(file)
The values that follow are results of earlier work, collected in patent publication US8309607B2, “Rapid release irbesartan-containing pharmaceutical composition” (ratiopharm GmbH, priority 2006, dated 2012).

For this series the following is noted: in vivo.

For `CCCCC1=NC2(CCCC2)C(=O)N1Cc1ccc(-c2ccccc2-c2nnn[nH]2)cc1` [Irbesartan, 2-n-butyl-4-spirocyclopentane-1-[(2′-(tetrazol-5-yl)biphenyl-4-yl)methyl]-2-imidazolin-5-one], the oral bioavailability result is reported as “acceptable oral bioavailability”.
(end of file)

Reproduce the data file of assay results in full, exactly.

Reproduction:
The values that follow are results of earlier work, collected in patent publication US8309607B2, “Rapid release irbesartan-containing pharmaceutical composition” (ratiopharm GmbH, priority 2006, dated 2012).

For this series the following is noted: in vivo.

For `CCCCC1=NC2(CCCC2)C(=O)N1Cc1ccc(-c2ccccc2-c2nnn[nH]2)cc1` [Irbesartan, 2-n-butyl-4-spirocyclopentane-1-[(2′-(tetrazol-5-yl)biphenyl-4-yl)methyl]-2-imidazolin-5-one], the oral bioavailability result is reported as “acceptable oral bioavailability”.